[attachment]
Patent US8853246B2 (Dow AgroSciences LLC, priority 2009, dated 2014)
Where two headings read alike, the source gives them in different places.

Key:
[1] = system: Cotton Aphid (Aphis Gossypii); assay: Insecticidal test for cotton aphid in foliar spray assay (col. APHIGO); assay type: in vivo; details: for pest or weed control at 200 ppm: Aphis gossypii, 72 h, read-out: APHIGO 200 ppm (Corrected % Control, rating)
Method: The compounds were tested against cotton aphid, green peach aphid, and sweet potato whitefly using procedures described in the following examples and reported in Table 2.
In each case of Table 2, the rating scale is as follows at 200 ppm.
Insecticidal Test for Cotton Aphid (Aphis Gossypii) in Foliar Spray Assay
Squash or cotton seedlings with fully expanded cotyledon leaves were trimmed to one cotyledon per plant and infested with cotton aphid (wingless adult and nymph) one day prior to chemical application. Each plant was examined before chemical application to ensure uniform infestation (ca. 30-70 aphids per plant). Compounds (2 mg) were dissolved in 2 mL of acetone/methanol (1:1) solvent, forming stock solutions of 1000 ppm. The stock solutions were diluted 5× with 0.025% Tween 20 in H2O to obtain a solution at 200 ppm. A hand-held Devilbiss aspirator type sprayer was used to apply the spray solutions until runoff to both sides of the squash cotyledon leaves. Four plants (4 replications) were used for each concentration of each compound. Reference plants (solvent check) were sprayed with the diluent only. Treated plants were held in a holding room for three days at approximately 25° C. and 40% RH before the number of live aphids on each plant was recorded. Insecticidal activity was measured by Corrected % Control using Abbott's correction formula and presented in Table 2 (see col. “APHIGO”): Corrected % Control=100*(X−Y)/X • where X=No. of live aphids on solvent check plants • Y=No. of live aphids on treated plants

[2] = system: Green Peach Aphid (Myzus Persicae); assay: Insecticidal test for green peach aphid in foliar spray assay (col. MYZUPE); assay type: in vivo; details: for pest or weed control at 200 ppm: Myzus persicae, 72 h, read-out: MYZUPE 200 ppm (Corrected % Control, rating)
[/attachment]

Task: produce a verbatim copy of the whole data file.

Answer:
Patent US8853246B2 (Dow AgroSciences LLC, priority 2009, dated 2014)
Where two headings read alike, the source gives them in different places.

Key:
[1] = system: Cotton Aphid (Aphis Gossypii); assay: Insecticidal test for cotton aphid in foliar spray assay (col. APHIGO); assay type: in vivo; details: for pest or weed control at 200 ppm: Aphis gossypii, 72 h, read-out: APHIGO 200 ppm (Corrected % Control, rating)
Method: The compounds were tested against cotton aphid, green peach aphid, and sweet potato whitefly using procedures described in the following examples and reported in Table 2.
In each case of Table 2, the rating scale is as follows at 200 ppm.
Insecticidal Test for Cotton Aphid (Aphis Gossypii) in Foliar Spray Assay
Squash or cotton seedlings with fully expanded cotyledon leaves were trimmed to one cotyledon per plant and infested with cotton aphid (wingless adult and nymph) one day prior to chemical application. Each plant was examined before chemical application to ensure uniform infestation (ca. 30-70 aphids per plant). Compounds (2 mg) were dissolved in 2 mL of acetone/methanol (1:1) solvent, forming stock solutions of 1000 ppm. The stock solutions were diluted 5× with 0.025% Tween 20 in H2O to obtain a solution at 200 ppm. A hand-held Devilbiss aspirator type sprayer was used to apply the spray solutions until runoff to both sides of the squash cotyledon leaves. Four plants (4 replications) were used for each concentration of each compound. Reference plants (solvent check) were sprayed with the diluent only. Treated plants were held in a holding room for three days at approximately 25° C. and 40% RH before the number of live aphids on each plant was recorded. Insecticidal activity was measured by Corrected % Control using Abbott's correction formula and presented in Table 2 (see col. “APHIGO”): Corrected % Control=100*(X−Y)/X • where X=No. of live aphids on solvent check plants • Y=No. of live aphids on treated plants

[2] = system: Green Peach Aphid (Myzus Persicae); assay: Insecticidal test for green peach aphid in foliar spray assay (col. MYZUPE); assay type: in vivo; details: for pest or weed control at 200 ppm: Myzus persicae, 72 h, read-out: MYZUPE 200 ppm (Corrected % Control, rating)